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It’s time to make time for a back-to-school eye test
With one in five Australian children having an undetected vision problem, CBHS optical Choice Network provider OPSM encourages parents to include an eye test as part of your child’s back-to-school checklist this year1. Good vision is essential for children’s physical, social, behavioural, and educational development. Did you know 80% of all classroom learning is obtained through vision yet only 68% of parents have taken their child for an eye test1?
OPSM shares their back-to-school eyecare tips to help keep your child’s eyes in top shape this school year.
Have an eye exam
All children should have a full eye examination prior to starting school or sooner if they are experiencing vision problems. Developmental delays may be a sign of vision problems. Even if your child does not have any symptoms, it’s important to maintain regular eye tests.
Elizabeth Kodari, optometrist at OPSM says “unfortunately children are not very good at assessing their own vision. They assume what they are seeing is ‘normal’ and unless they have regular eye tests, vision problems can often go undetected’.”
Choose the right glasses
If your child is prescribed glasses, make sure they are the right fit. Polycarbonate lenses are recommended due to their high-impact resistance, helping protect your child’s eyesight in the playground2. OPSM’s kid’s glasses range include polycarbonate lenses and are ‘no gap’ for eligible CBHS members*.
OPSM’s kid’s glasses range include polycarbonate lenses and are ‘no gap’ for eligible CBHS members*.
Limit screen time
Spending too much time indoors in unnatural light or on devices can increase your child’s risk of developing myopia (short-sightedness)3. Remember the good old days of playing outside all day and how much fun it was? Help your child to discover all the fun activities to do at the park, the beach, or even in your own backyard! The OPSM experts recommend that parents limit their child’s screentime, and ensure they spend plenty of time outdoors. The research supports this − more outdoor time in children can help minimise myopia progression3.
For necessary screen time, encourage your child to follow the 20-20-20 rule. This can help their eyes relax and adjust focus.
The 20-20-20 rule: Every 20 minutes, focus on an object 20 feet (6m) away for about 20 seconds.
Help grow their visual skills
Interactive play sessions such as catching a ball or riding a bike can help improve your child’s visual skills, eye hand coordination and fine motor skills from a young age4.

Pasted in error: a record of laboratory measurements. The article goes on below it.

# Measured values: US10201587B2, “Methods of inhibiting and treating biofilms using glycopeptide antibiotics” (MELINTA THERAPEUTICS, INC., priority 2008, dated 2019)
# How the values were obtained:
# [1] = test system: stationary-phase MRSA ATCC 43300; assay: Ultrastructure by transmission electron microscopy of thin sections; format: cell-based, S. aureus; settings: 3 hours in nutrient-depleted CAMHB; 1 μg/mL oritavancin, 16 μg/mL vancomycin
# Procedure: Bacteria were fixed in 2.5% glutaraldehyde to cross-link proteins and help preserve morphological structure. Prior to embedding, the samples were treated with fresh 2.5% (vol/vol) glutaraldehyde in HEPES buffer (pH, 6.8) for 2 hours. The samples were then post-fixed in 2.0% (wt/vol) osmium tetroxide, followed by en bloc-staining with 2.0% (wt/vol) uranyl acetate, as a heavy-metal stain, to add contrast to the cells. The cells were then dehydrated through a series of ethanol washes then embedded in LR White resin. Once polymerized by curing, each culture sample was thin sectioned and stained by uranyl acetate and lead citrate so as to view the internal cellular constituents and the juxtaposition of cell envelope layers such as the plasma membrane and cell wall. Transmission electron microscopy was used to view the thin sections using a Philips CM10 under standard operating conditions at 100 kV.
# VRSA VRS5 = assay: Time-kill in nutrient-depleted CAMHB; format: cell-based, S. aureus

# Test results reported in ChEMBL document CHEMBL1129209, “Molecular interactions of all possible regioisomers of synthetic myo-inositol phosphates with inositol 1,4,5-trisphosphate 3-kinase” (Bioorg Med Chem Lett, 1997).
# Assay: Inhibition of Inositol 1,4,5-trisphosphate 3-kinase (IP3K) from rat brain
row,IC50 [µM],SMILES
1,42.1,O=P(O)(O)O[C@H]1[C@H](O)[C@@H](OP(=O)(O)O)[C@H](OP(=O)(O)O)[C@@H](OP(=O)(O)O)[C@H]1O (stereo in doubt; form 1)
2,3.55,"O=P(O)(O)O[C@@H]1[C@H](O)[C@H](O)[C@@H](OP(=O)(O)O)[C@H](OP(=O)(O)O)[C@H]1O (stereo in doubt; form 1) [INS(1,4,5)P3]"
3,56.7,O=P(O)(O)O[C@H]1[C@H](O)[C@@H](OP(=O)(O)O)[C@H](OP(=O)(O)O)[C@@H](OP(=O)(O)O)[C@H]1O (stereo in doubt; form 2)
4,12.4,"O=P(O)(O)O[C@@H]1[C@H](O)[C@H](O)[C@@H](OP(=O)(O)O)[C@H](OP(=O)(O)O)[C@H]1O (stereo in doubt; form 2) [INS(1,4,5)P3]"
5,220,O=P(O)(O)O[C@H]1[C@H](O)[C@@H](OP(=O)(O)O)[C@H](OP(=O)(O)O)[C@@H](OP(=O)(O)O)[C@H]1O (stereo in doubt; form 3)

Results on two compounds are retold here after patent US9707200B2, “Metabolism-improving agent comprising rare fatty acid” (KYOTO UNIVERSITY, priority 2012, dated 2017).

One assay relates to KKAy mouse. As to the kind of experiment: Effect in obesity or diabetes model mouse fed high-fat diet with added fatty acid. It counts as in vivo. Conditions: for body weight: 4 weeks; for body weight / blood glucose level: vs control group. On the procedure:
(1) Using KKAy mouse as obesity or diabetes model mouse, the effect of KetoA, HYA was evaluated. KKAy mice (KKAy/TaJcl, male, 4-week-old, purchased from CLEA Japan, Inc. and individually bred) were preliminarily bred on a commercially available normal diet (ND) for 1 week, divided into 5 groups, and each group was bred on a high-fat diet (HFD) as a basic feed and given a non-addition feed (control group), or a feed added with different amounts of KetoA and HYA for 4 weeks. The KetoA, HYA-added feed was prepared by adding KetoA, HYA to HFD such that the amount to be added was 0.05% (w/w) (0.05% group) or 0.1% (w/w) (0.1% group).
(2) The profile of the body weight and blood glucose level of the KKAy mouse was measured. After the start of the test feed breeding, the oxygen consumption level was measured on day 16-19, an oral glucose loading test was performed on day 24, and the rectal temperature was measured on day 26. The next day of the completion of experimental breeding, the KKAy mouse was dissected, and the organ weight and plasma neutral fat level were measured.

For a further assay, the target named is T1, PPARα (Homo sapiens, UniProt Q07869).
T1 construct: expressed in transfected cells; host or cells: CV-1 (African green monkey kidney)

Encourage them to wear sunglasses (and don’t forget yours)
UV protection is just as important in children as it is for adults. UV rays can cause irreversible damage to your child’s eyes. They can reflect off surfaces including water, sand and snow and have been associated with long term conditions including cataracts and conjunctival changes. It’s important to choose quality sunglasses to help protect your child’s eyes. Make sunglasses a part of your child’s ‘slip, slop, slap’ routine.
Maintain a good diet
Diets rich in antioxidants and omega oils are great for your child’s eyes5. Try providing them with snacks such as fruit and nuts in their lunchbox, and serve oily fish or eggs a couple of times a week.
OPSM is offering no gap kids’ glasses for eligible CBHS Health Fund members with Extras cover*. To make an appointment or find your nearest OPSM optometrist, visit opsm.com.au. Bulk billed eye test available to eligible Medicare cardholders.
OPSM recommends that you schedule regular visits with your optometrist based on your eye health needs.
*No gap glasses include kids’ packages from our $99 range. No gap offer is subject to your particular level of health fund optical cover, waiting periods, available annual limits and fund rules. Frame range may vary from store to store. While stocks last. Further T&Cs apply, please see instore for details.
- Back to School: make the first test of the year an eye exam- Good Vision For Life
- Spectacle-related eye injuries, spectacle-impact performance and eye protection-Clinical and Experimental Optometry 3 (2015).
- Digital Screen Time During the Covid-19 Pandemic: Risk for a further Myopia Book? -American Journal of Ophthalmology 223 (2021).
- Lifespan Development: Lives In Context. Kuther, Tara. Sage Publications (2019).
- Nutrients for the aging eye - Clinical interventions in aging 8 (2013).
All information contained in this article is intended for general information purposes only. The information provided should not be relied upon as medical advice and does not supersede or replace a consultation with a suitably qualified healthcare professional.
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